Is RPGing a *literary* endeavour?

Bedrockgames

Adventurer
Again, maybe this is because I play exclusively online. The images that I use in my game are rather painstakingly chosen or created. I could simply use an "O" with a circle around it for an orc, or, I could use a cool image for that orc that shows the players why they shouldn't just ignore said orc.
I play mainly online as well too. But this is actually one of my pet peeves as a player. Let me imagine the character based on the information you give, don't waste times showing me pictures of what they might look like. I will take how I imagine an NPC any day over stock art from the internet.

That's the basic difference, [MENTION=85555]Bedrockgames[/MENTION], that I'm talking about between content and performance. If a black and white line map a la Dyson Logos along with simple black and white letter tokens floats your boat, then, well, go for it. For me, it doesn't.
What is wrong with black and white line map art (particularly stuff by Dyson Logos)?

It is a game of imagination. I don't see why we need more than that to fuel the fun.
 

pemerton

Legend
Role playing, otoh, is attempting to portray some sort of character to the people at the table in such a way that the other people can get some sort of mental image of what you are. There's very little back and forth. It's primarily a performance. And that performance is judged by the people at the table. A player who is nothing but a dice bot with a heart beat is communicating excellently - he's playing the game. But, he's not someone I want at my table.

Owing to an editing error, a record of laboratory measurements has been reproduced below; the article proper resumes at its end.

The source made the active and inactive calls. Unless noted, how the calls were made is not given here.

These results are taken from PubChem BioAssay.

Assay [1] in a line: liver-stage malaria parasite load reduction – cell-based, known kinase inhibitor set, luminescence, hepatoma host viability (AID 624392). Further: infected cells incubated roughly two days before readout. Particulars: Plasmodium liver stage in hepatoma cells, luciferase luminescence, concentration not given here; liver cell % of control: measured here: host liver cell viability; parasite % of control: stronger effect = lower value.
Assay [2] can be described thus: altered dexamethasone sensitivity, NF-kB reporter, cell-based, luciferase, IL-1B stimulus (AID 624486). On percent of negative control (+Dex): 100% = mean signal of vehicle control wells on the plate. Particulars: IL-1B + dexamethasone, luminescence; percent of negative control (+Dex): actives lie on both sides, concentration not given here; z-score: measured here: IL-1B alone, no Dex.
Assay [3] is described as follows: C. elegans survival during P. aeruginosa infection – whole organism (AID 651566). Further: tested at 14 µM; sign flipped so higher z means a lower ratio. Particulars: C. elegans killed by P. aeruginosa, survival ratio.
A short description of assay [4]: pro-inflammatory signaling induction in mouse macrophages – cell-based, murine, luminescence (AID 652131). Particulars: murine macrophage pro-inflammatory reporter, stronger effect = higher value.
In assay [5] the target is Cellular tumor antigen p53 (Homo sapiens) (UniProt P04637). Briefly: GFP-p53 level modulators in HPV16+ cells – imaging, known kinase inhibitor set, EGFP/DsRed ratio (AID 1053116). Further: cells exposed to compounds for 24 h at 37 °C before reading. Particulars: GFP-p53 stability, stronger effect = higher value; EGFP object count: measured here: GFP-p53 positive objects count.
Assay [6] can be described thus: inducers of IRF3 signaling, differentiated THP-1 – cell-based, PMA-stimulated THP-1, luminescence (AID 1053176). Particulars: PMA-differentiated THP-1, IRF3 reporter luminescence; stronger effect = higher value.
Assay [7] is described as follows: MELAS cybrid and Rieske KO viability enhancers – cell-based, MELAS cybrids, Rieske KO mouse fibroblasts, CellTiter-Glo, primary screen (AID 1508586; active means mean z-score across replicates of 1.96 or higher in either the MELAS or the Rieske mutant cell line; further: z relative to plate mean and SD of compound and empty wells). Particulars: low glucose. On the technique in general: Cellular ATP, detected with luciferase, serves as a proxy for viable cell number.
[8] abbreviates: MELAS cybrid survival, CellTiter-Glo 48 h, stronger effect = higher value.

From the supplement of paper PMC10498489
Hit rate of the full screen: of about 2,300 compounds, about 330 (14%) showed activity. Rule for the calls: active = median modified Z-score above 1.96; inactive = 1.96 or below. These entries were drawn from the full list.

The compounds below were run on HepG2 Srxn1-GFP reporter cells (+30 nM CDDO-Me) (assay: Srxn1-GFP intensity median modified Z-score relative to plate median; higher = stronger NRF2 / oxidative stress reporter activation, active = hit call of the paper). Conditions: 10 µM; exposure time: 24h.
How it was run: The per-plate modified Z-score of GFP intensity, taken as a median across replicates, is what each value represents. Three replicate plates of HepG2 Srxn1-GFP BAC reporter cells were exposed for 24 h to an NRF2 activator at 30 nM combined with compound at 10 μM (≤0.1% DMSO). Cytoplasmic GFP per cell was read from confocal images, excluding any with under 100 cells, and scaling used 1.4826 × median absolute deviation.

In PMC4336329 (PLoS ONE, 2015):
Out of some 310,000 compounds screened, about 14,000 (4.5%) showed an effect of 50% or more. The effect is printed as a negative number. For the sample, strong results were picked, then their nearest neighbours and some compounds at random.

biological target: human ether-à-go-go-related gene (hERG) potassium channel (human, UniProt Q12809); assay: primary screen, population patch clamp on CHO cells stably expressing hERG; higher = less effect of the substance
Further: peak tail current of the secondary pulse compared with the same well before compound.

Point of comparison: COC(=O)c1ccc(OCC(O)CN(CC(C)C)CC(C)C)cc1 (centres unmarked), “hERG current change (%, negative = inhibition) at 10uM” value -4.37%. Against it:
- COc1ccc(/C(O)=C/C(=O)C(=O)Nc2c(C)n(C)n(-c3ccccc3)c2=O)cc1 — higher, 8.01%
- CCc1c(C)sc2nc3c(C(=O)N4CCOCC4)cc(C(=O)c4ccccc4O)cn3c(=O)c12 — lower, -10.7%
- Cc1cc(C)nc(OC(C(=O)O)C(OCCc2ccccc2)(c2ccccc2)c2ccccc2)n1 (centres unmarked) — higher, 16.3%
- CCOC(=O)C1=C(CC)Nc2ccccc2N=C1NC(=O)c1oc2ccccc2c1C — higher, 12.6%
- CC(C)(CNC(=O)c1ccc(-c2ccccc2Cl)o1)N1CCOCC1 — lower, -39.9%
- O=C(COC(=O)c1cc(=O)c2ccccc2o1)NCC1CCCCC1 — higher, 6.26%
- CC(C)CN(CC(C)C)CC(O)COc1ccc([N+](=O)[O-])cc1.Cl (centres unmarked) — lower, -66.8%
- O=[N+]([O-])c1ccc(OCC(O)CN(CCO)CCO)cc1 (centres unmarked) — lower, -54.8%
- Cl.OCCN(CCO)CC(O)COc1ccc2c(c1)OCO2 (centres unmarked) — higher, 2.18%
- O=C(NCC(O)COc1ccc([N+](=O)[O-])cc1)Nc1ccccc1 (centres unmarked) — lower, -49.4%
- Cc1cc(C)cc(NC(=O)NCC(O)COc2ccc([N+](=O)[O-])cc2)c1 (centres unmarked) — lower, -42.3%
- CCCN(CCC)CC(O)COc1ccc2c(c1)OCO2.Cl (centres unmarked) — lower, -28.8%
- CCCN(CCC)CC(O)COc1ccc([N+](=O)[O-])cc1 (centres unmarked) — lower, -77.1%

You seem to be setting up a contrast - performance intended to creata a mental image of who the PC is vs dice bot with a heart beat - that doesn't correspond to my own RPGing experiences.

Central to player-side RPGing is action declaration. That's how the player reveals who his/her PC is. Whereas being a dicebot suggests that someone else (perhaps the GM?) is deciding what the actions are.

Maybe you mostly play modules/pre-written adventures, where the action declarations are essentially established in advance by the adventure writer?
 

Maxperson

Morkus from Orkus
Performance is how you communicate that content to the players.
I don't agree with this. Performance can exist within D&D, but not all that is said is performance. Talking is how you communicate the content to the players. Performance would be if you add in voices, alter tones to try to convey different feelings, etc. If you're just reading a text box in a normal voice, even if there is descriptive language, it's not performance. The DM and players are also performing when they step into character and speak in first person, as opposed to saying that "My character Grok doesn't get it," or "The innkeeper says that he isn't going to explain it again."

Also, playing RPGs CAN be a literary endeavor or at least aspects of it can be. If the DM preps things in advance, including text boxes and such, that's a literary work. If the player is writing down things for his PC to say and do or recording what is done during gameplay on paper, that's literary work. It doesn't have to be a novel to qualify. Any essay, diary, or other written project. If the DM is running an improv type game where the DM and players are creating the content as they go, the result wouldn't be a literary work unless someone is recording it on paper.